Network Time Protocol (NTP) over the OSI Remote Operations Service
RFC 1165

Document Type RFC - Experimental (June 1990; No errata)
Last updated 2013-03-02
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Network Working Group                                       J. Crowcroft
Request for Comments:  1165                                          UCL
                                                               J. Onions
                                                   Nottingham University
                                                               June 1990

                Network Time Protocol (NTP) over the OSI
                       Remote Operations Service

Status of this Memo

   This memo suggests an Experimental Protocol for the OSI and Internet
   communities.  Hosts in either community, and in particular those on
   both are encouraged to experiment with this mechanism.  Please refer
   to the current edition of the "IAB Official Protocol Standards" for
   the standardization state and status of this protocol.  Distribution
   of this memo is unlimited.

Table of Contents

   1. Introduction...........................................    1
   1.1 Motivation............................................    1
   2. Protocol Overview......................................    2
   3. Operation of the Protocol..............................    3
   4. Network Considerations.................................    4
   5. Implementation Model...................................    4
   6. Constructing NTP Data Fields...........................    4
   7. Discussion.............................................    4
   8. Prototype Experience...................................    5
   9. References.............................................    5
   10. Acknowledgements......................................    6
   Appendix A. NTP Remote Operations Service Specification...    6
   11. Security Considerations...............................    9
   12. Authors' Addresses....................................    9

1.  Introduction

   This document describes the Remote Operations and Abstract Syntax for
   the operation of the Network Time Protocol (NTP) over an ISO OSI
   stack.

   NTP itself is documented in great detail in RFC 1119.

1.1  Motivation

   The motivation behind the implementation of a Remote Operations

Crowcroft & Onions                                              [Page 1]
RFC 1165                      NTP over OSI                     June 1990

   Service implementation of NTP is fourfold.

      1.  The inclusion of a useful service to an OSI
          environment.

      2.  The feasibility of automatically checking a ROS/ASN.1
          specification, and automatically generating code to
          implement the protocol.

      3.  The feasibility of running NTP on connection oriented
          network services (CONS or X.25), and consequentially,
          the ability to use connection success or failure to
          optimise reachability discovery.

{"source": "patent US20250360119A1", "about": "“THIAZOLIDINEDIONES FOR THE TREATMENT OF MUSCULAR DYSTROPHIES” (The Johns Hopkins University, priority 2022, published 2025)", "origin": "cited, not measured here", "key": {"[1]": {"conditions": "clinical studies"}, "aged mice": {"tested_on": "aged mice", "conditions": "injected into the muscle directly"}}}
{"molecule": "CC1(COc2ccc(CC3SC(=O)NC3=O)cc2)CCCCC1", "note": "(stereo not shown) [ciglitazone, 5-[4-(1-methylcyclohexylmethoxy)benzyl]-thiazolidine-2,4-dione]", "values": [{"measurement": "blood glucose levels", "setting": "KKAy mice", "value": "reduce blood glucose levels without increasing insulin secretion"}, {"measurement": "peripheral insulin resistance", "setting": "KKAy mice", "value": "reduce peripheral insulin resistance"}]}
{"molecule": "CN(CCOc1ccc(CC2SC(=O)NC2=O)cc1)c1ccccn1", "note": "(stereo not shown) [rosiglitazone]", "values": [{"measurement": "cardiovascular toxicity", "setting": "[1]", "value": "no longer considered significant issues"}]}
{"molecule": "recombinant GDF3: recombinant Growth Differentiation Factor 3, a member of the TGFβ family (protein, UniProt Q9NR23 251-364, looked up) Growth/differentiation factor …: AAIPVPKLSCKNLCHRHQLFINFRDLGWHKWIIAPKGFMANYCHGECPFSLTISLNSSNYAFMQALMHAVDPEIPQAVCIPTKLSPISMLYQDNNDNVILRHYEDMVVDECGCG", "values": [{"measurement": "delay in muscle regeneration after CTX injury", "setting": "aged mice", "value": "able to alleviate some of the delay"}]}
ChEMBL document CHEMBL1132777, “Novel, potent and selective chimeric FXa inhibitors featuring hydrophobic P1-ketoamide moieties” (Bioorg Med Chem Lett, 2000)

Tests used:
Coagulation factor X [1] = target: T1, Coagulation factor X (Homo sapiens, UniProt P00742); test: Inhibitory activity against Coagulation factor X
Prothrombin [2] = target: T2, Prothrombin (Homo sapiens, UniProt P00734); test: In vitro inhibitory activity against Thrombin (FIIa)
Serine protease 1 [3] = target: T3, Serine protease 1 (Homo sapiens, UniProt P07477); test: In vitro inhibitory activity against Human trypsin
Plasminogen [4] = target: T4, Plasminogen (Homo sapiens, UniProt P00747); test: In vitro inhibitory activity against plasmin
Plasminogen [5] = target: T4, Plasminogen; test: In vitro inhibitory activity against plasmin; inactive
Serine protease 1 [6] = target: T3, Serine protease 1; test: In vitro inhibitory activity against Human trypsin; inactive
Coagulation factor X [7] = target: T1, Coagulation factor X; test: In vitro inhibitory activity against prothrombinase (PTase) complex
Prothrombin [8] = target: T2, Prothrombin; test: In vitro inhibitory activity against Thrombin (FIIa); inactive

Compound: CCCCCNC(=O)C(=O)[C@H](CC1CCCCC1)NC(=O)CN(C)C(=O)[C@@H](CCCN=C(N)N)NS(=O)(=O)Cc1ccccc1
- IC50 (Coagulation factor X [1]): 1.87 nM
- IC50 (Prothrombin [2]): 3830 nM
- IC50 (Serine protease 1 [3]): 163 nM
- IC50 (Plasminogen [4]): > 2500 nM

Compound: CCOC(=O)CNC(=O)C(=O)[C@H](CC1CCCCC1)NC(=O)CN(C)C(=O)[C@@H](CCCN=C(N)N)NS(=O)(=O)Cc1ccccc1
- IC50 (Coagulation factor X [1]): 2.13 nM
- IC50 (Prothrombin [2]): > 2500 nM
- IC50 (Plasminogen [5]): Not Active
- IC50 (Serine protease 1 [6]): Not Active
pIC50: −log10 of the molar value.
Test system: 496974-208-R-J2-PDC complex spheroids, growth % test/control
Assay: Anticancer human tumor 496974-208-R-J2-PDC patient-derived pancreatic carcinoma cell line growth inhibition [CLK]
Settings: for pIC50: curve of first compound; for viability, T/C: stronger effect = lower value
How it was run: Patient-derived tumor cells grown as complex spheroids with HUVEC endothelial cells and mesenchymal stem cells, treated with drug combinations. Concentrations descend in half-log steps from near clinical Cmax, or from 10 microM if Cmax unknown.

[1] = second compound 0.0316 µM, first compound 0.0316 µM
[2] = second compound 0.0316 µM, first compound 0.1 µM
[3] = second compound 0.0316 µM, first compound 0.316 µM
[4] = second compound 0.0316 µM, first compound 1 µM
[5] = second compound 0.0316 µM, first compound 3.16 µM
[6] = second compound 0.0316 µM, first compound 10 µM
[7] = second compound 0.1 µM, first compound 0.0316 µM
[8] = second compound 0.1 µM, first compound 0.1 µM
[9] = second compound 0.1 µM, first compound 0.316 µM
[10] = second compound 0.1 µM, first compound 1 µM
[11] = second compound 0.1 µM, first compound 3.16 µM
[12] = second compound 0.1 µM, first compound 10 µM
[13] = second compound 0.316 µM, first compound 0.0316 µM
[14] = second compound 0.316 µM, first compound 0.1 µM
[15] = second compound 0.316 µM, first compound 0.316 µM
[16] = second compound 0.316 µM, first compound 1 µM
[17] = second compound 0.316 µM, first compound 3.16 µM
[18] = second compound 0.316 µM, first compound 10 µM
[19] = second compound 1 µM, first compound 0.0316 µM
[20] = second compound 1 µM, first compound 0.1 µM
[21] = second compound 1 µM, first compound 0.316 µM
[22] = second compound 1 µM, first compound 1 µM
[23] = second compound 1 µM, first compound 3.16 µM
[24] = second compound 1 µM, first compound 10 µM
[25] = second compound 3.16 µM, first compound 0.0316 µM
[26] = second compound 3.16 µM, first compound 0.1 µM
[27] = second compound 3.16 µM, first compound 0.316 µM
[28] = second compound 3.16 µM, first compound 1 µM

4.  The generalisation of the last point: the use of ROS
          makes NTP independent of the underlying communications
          architecture.

   The need for time synchronisation is clear, and RFC 1119 indicates a
   few of the necessary uses of this service.  However, it is becoming
   clear that OSI applications are very much in need of this service
   too.  Not just in the local context but across the wide area.  For
   example much of the strong authentication outlined in X.511 is based
   on encrypted packets with time stamps to indicate how long the packet
   is valid for.  If two hosts have clocks that are not closely
   synchronised, the host with the faster clock will be more prone to
   cryptographic attacks from the slower, and the slower host will
   possibly find it is unauthentable.

   A similar problem occurs with the X.500 directory and the service
   control limiting the time allowed for the search.

   Authentication between NTP peers and between clients and servers is
   not addressed here, as the choice of mechanism is still the subject
   of some debate.

2.  Protocol Overview

   The NTP application functions exactly as in RFC 1119.  The use of
   remote operations and the underlying Application support means that
   for NTP daemons to peer with one another, they send an A-
   ASSOCIATE.REQUEST, and receive an A-ASSOCIATE.INDICATION.

   On successful association, they subsequently periodically invoke the
   appropriate Remote Operation with the appropriate parameters at the
   appropriate frequency.

   On failure, they mark the peer as unreachable.

Crowcroft & Onions                                              [Page 2]
RFC 1165                      NTP over OSI                     June 1990

   The states that an ntp daemon records for each peer are enhanced from
   RFC 1119 to include:

      Connected: this indicates the host is connected with its peer and
      synchronisation data is being exchanged.

      Connecting: this state indicates that a connection is in progress.
      Hosts at large distances may take several seconds to connect, and
      such blocking can perturb the exchange of data with other hosts.
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